In Concord, Hillary Clinton Promises Backers She'll Fight

Jun 16, 2015

Credit josh rogers/nhpr

Hillary Clinton’s been officially running for president for two months, and the rain was falling in a steady drizzle, but for core supporters of Clinton – and that’s who made up much of the crowd of more than 300 – yesterday remained a day to celebrate.

“Chili dog? Hot dog? Hot dogs?”

In between doling out dogs volunteer JoAnn Fenton was eager to claim Clinton embodies what America should want in a president.

“She’s smart, she’s compassionate, and she’s worked on behalf of the underdog for a long time, even though people always focus on the ridiculous stuff.  And the fact that she’s a woman, that’s icing on the cake.”

When Clinton hit the stage in a packed barn, she pressed similar themes. She several times invoked a democratic continuum, stretching from Franklin Roosevelt, to her husband and President Obama……Clinton said all fought for average people, and so too, she argued, would she.  

“ The question is when does your hard work pay off, when does your family get ahead, when?”

“When you are in the White House.’

"Ha, ha, ha, ha, ha."

When she left the stage, Clinton shook hands and posed for pictures with dozens of supporters.

“Thank you so much for being here with me.”

“Thank you.”

Before ultimately making her way to a second podium.

“Hello everybody. How are you today? Welcome to the orchard.”

Clinton then engaged in her fullest exchange with reporters in New Hampshire since launching her campaign.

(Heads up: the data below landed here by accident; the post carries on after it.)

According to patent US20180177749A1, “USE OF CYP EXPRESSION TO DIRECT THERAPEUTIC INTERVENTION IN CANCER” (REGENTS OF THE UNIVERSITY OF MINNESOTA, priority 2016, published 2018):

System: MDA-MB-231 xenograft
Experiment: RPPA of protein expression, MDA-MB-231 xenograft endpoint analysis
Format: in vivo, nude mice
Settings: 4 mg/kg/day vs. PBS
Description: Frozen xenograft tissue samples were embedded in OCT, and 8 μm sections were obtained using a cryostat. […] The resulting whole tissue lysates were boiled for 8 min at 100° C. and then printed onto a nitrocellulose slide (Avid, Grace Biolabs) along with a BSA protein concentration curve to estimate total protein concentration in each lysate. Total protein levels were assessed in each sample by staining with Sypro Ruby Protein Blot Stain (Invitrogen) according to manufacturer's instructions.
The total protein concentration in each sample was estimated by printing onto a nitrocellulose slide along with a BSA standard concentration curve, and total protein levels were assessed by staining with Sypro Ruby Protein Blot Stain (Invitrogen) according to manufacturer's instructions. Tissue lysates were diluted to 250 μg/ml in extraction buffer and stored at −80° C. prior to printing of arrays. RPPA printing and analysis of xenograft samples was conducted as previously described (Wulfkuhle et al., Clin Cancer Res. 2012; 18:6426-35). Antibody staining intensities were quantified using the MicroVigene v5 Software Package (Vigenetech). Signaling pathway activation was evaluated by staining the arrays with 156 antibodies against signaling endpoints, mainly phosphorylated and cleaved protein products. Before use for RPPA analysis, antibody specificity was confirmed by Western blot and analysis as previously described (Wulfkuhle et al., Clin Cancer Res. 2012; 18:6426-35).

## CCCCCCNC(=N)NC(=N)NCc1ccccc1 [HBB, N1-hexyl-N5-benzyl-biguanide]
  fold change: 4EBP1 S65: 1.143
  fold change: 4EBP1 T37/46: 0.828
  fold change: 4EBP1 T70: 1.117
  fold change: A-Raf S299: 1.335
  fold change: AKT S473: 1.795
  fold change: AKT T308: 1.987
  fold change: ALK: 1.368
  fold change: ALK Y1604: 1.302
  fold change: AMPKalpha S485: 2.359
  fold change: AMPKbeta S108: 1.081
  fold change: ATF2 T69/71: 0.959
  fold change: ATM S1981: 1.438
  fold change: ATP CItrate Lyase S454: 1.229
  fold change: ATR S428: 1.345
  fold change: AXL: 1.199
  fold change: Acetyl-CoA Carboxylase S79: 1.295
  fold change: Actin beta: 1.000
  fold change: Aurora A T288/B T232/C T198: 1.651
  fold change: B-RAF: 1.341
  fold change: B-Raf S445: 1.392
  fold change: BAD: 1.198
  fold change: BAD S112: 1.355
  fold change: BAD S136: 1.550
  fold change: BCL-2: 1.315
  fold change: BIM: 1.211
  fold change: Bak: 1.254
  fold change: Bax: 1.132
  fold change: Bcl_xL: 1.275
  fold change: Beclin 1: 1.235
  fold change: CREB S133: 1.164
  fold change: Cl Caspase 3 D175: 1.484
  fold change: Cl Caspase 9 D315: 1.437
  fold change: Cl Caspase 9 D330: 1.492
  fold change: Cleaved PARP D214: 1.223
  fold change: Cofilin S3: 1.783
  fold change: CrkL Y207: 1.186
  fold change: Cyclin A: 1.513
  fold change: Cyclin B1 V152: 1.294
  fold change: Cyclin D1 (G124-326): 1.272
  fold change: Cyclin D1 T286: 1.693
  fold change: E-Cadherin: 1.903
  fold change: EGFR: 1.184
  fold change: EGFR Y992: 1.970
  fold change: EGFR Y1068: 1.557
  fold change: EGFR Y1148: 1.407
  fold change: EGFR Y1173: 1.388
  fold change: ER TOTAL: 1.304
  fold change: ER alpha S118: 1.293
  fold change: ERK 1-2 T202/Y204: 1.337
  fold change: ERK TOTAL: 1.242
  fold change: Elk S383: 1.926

Several labored to get Clinton to spell out a yea or nay stance on trade promotion authority –TPA -- or fast-track, which would require Congress to vote up-or-down on trade deals without amendments, but Clinton would not go there.

"I have said from the beginning, the TPA is a process issue. The issue for me is, what's in the deal?  And I think now there is an opportunity for the president and his team to reach out and meet with people who said on the floor, like Nancy Pelosi did, that we need a better deal.”

Clinton was also asked to square her increasingly populist rhetoric with her family’s fast accumulating wealth. She and Bill Clinton have earned $30 million dollars during the past 16 month alone.

“I am very grateful for the success that Bill and I have had. We both come from hard working families and we have worked really hard, both of us, over the course of our lives and we feel blessed, we feel absolutely grateful for the opportunities we have had. But I have been saying pretty much the same things since I was a college student. I am proud of my progressive credentials and my experiences and accomplishments and I am waging a campaign about what I think is best for the country, and its going to be up to the American people to draw their own conclusions.”

Other candidates running in the democratic primary, like Senator Bernie Sanders of Vermont, and Former Maryland Governor Martin O’Malley are both running to Hillary Clinton’s left. Some liberals cite issues like trade, and Clinton’s ballooning net worth to argue she’s not the party’s best messenger. But it was hard to find anyone at this gathering who seemed too concerned.

“None of the politicians are poor, so you can’t hold that against her. They all come from money or are associated with money in some way or another, so she’s no different in that way than anyone else.”

David Bast lives in Loudon, works for a software company and backed president Obama over Hillary Clinton in the 2008 N.H. primary. He says he’s fully with Clinton now. He says one reason he showed up on this day was because he expected crowds at future Clinton events to grow too big to contend with, an outcome, the Clinton campaign probably wouldn’t mind.